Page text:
Kelley, Chertoff, Basham Pay Tribute To CBP Officers Killed in the Line of Duty


3/5/08: Solemn tribute was paid last night to Customs and Border Protection (CBP) Officers who have given their lives in the line of duty. At the annual Vigil of Lights, NTEU National President Colleen Kelley was joined by Department of Homeland Security (DHS) Secretary Michael Chertoff, CBP Commissioner W. Ralph Basham and U.S. Rep. Chris Carney (D-Pa.).

Each year, NTEU remembers these brave public servants at the National Law Enforcement Officers Memorial in downtown Washington. The candlelight ceremony involved nearly 200 members of NTEU, many of whom are CBP Officers at ports of entry across the United States.

“Every day, front-line CBP Officers take up arms to protect this nation, and this evening we salute them and pay homage to those officers who have died in the line of duty,” said President Kelley, asking all those in attendance to join her “in solemn gratitude for those who have given their lives, and those that protect us every day.”

Secretary Chertoff paid his respects “to those who gave their lives in the service of their country,” calling it “a supreme sacrifice.” The DHS Secretary also acknowledged the sacrifice made by families of officers who have lost their loved ones and families of officers who experience “a dread and uncertainty” each day that their loved ones will not return from work.

Rep. Carney said he was not only “honored” to pay tribute to the fallen officers but “humbled.”

“It is a chance not only to honor those who sacrificed their lives in the line of duty, but also to pay tribute to those officers who put their lives on the line every day.”

“The CBP agents and officers are America’s frontline,” said Commissioner Basham. “They know the responsibility they have and they are dedicated to it.”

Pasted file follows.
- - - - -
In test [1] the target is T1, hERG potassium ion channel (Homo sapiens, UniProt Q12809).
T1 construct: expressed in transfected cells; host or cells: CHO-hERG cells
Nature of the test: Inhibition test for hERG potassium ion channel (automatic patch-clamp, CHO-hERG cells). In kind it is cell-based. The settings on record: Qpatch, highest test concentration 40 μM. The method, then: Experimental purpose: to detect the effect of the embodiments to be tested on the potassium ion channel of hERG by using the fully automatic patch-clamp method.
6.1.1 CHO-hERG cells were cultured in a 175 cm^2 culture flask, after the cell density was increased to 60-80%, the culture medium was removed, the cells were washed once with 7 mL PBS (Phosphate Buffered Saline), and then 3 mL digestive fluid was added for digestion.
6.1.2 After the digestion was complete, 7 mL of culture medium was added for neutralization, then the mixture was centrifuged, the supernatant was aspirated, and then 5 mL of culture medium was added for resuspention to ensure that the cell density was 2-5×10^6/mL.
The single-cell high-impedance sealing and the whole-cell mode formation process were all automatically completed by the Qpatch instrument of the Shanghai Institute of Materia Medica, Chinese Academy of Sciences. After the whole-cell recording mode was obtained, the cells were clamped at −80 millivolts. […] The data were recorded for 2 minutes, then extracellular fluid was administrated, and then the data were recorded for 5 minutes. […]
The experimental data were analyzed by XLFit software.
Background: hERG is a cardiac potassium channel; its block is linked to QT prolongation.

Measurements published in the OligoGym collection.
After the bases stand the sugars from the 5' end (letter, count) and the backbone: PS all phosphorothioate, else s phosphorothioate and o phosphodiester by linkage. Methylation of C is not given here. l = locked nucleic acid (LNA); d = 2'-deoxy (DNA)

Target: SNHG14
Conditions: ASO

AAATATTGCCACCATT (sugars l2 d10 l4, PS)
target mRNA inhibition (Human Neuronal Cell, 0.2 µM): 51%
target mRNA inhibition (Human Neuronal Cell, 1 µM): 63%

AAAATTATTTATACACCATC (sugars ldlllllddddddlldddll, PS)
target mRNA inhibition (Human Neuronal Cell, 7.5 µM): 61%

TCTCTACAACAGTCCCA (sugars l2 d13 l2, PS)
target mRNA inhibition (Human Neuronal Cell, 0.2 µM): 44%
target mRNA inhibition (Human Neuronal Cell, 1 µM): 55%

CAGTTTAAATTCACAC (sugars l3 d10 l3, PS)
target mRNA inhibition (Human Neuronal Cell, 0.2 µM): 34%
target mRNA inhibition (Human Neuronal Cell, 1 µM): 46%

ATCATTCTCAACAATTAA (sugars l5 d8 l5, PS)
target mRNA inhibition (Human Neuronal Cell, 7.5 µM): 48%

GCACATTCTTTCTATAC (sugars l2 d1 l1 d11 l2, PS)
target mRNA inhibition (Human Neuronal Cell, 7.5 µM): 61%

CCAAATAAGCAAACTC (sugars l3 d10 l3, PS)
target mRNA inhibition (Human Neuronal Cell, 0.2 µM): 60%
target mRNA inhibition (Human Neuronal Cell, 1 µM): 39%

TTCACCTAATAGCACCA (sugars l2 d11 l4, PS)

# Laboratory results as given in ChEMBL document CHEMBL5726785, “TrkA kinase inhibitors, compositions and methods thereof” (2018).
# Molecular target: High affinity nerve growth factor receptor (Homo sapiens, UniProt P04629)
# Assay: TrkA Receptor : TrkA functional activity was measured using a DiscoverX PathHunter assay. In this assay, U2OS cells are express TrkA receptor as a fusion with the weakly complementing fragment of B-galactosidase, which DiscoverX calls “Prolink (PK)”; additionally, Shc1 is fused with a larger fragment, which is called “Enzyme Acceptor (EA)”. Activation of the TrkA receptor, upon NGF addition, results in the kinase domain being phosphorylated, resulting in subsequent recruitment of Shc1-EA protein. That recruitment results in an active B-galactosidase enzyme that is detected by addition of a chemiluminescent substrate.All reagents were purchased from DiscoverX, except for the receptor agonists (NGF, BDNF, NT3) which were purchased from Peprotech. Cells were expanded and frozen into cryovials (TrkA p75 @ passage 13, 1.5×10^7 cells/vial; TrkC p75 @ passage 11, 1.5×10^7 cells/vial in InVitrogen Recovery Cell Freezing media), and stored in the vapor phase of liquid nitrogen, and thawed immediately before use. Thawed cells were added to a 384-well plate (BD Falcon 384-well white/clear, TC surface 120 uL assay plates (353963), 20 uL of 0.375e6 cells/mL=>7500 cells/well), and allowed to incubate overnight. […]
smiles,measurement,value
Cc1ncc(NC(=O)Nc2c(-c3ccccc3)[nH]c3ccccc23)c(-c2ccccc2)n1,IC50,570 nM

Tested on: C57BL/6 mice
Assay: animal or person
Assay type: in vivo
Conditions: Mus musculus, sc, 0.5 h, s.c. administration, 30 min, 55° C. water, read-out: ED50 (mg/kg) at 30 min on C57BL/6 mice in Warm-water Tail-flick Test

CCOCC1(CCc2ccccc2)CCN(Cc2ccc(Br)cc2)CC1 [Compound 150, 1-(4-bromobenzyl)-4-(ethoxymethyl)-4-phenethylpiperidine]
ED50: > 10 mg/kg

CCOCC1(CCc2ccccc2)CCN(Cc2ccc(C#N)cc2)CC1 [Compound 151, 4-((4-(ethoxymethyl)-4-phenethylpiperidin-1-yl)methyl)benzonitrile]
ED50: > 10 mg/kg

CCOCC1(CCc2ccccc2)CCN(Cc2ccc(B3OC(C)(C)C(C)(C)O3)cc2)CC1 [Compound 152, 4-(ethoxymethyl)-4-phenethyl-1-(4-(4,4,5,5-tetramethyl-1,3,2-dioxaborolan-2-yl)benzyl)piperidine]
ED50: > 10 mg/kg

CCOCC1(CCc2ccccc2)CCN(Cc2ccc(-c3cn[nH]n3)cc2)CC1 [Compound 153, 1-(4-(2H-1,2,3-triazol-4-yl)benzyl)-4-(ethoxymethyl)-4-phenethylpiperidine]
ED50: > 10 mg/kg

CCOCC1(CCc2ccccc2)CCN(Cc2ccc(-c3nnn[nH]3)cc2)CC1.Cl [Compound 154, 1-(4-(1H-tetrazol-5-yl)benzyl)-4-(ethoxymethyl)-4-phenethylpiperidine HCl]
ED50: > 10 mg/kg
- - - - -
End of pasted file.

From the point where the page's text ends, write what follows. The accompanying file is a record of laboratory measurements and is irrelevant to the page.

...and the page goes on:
The Vigil honors all CBP officers who have died in service to the nation going back to the establishment nearly 220 years ago of the then-Customs Service—including, President Kelley noted, Border Patrol Agent Luis Aguilar, who died just six weeks ago while protecting the border.

Along with the procession of uniformed CBP Officers along the Walk of Remembrance and the lighting of candles—each from a single candle so that the burden is shared—a highlight of the Vigil is the reading aloud of the name of each person who has died in the line of duty. The participants read groups of names in turn, after which a wreath was placed by a member of the CBP Honor Guard.

“U.S. Customs Service Officers were among the first federal law enforcement officers to lay down their lives protecting this country,” said President Kelley. “The dangers they face with the 21st century challenges of terrorism, weapons of mass destruction, illegal drug and contraband trafficking have changed, but their commitment and integrity have not. We pray that gathering here will bring peace to those who have fallen and strength to those who live on.”

The low granite walls of the memorial have engraved on them the names of some 18,000 law enforcement officers from around the nation and from all levels of government who have died in the line of duty.